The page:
Stocks edge up as investors await fiscal cliff deal

Stocks ended higher Thursday despite fiscal cliff uncertainty weighing on stock traders' minds.

Richard Drew/AP/File
In this December 2012 file photo, Trader Fred DeMarco, center works on the floor of the New York Stock Exchange. Many stock traders now expect that the Republicans and Democrats won't reach an agreement before Christmas.

The stock market ended higher Thursday after flipping between small gains and losses throughout the morning. Uncertainty about the "fiscal cliff," just days away, was top of mind for many traders.

The Republican-controlled House pushed ahead with a bill aimed at averting the "fiscal cliff," but President Barack Obama has threatened to veto it and Democratic leaders in the Senate vowed to let it die.

Many traders now expect that the Republicans and Democrats won't reach an agreement before Christmas. The political haggling kept markets muted, and trading volume was low.

"Every time someone makes a speech, you get another move in the market," said Ben Fischer, founder and managing director of NFJ Investment Group in Dallas. "Everyone's just tracking it on a very short-term basis."

The Dow Jones industrial average fell as much as 36 points before ending the day higher, rising 59.75 points, or 0.45 percent, to close at 13,311.72. Other indexes followed similar patterns. The Standard & Poor's 500 rose 7.88 to 1,443.69. The Nasdaq composite index rose 6.02 to 3,050.39.

In Washington, the Republicans offered in their "Plan B" to raise taxes on the wealthy, but Democrats complained that it would not address the steep budget cuts that are automatically set to occur for military and domestic agencies.

If the Republicans and Democrats don't work out a compromise before the end of the month, the U.S. could go over the "fiscal cliff," a reference to big tax increases and government spending cuts that would automatically kick in if no budget deal is in place. Some economists fear that would push the U.S. back into recession.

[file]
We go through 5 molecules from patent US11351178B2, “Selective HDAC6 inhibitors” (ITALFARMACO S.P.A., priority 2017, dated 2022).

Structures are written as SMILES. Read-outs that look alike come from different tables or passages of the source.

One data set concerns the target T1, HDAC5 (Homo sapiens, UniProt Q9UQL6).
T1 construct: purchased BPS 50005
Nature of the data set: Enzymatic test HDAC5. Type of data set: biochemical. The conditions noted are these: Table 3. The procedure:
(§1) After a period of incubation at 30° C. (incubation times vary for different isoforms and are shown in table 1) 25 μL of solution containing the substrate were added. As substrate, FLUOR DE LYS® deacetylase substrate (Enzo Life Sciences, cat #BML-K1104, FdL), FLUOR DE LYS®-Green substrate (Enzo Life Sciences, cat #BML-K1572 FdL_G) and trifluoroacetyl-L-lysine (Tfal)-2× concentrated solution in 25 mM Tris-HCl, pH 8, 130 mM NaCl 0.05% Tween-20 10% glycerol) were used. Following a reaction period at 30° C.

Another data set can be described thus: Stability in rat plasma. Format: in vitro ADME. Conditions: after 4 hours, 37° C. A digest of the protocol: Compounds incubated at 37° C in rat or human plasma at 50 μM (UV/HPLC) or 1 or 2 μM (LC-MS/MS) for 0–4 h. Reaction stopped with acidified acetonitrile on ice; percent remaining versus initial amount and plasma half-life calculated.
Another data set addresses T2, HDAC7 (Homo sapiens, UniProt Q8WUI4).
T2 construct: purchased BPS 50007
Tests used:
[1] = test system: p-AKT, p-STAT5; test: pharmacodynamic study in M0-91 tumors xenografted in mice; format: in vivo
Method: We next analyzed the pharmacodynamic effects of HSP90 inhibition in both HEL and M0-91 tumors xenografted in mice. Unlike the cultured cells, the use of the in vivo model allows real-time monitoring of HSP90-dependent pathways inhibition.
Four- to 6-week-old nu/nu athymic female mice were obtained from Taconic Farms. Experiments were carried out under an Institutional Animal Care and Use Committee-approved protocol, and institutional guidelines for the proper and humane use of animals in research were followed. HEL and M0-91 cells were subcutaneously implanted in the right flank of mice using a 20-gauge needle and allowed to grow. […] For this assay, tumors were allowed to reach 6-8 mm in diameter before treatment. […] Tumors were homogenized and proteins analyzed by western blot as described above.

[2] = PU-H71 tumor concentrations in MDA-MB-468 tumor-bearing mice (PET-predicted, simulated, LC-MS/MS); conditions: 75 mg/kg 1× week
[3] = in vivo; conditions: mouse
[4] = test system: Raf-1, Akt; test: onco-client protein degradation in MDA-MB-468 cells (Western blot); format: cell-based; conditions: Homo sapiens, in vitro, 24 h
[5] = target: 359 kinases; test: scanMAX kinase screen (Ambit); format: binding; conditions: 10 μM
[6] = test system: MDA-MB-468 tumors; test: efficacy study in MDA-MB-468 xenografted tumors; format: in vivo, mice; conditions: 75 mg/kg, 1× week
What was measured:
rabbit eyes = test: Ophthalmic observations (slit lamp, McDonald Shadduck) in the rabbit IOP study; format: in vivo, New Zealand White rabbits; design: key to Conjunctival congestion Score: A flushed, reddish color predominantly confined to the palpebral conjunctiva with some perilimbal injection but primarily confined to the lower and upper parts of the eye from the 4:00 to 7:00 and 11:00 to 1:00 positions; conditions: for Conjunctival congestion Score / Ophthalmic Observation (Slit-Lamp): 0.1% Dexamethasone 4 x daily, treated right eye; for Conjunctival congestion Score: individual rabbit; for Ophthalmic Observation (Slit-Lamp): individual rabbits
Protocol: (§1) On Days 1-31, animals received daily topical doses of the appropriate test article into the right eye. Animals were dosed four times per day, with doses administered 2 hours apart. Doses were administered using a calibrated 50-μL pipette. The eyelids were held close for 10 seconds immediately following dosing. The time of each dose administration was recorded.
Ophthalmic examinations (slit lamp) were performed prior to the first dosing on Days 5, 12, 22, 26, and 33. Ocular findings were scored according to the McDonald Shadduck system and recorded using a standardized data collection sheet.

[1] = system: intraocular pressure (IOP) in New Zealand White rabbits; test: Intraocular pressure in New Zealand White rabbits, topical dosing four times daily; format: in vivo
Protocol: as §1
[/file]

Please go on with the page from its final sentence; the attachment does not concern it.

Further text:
But even a successful compromise is no guarantee that the market will soar. The market already assumes that a budget compromise will be reached, Fischer and others said, evidenced by its more-or-less steady increase since mid-November.

A compromise "doesn't make everything better," said Tim Biggam, market strategist with the brokerage TradingBlock in Chicago. "It just stops things from getting worse."

Biggam predicted that the economy's growth next year will remain anemic. Problems that the headlines over budget impasse have pushed out of the public consciousness, like the European debt crisis, still need to be resolved, he said.

"All the fears that we were worried about not too long ago," he said, "have not gone away."

Also at the forefront for many traders was the news that NYSE Euronext, the parent of the New York Stock Exchange, planned to sell itself to IntercontinentalExchange, an upstart and lesser-known exchange operator based in Atlanta.

NYSE Euronext's stock surged $8.20 to $32.25. The boost at IntercontinentalExchange was much more modest, with the stock rising $1.79, or just more than 1 percent, to $130.10. That signals traders think the proposed deal could be more beneficial to NYSE Euronext than to its potential buyer.

Even without the complications of the budget negotiations, the U.S. economy has been difficult to read, a pattern that continued Thursday.

The government said the U.S. economy grew at an annual rate of 3.1 percent over the summer, higher than the previous estimate of 2.7 percent. But growth is likely to slow in the current quarter and early next year.

The government also reported that the number of Americans applying for unemployment benefits rose last week, a disappointment after four straight weeks of declines. The four-week moving average of jobless claims, a less volatile measurement, fell.

The yield on the 10-year Treasury note was unchanged at 1.80 percent. World markets were also mixed. Major stock indexes in Britain and Japan edged lower, while France and China rose.

A slate of companies reported earnings, with varied results:

Darden Restaurants, the parent of Olive Garden and Red Lobster, fell $1.34 to $45.47 after the company reported sharply lower profits. New ad campaigns meant to attract younger customers haven't done as well as the company hoped.

Rite Aid, the drugstore chain, soared 16 percent, rising 17 cents to $1.21, after the company reported its first quarterly profit since 2007. The pharmacies filled more prescriptions, and an influx of generic drugs helped profitability.

—Scholastic slipped 50 cents to $28.79 after reporting lower profit and revenue, with demand fading for its popular "Hunger Games" trilogy.

CarMax shot up 9 percent, rising $3.13 to $37.97, after reporting higher profit and revenue. Sales of used cars helped push results higher.

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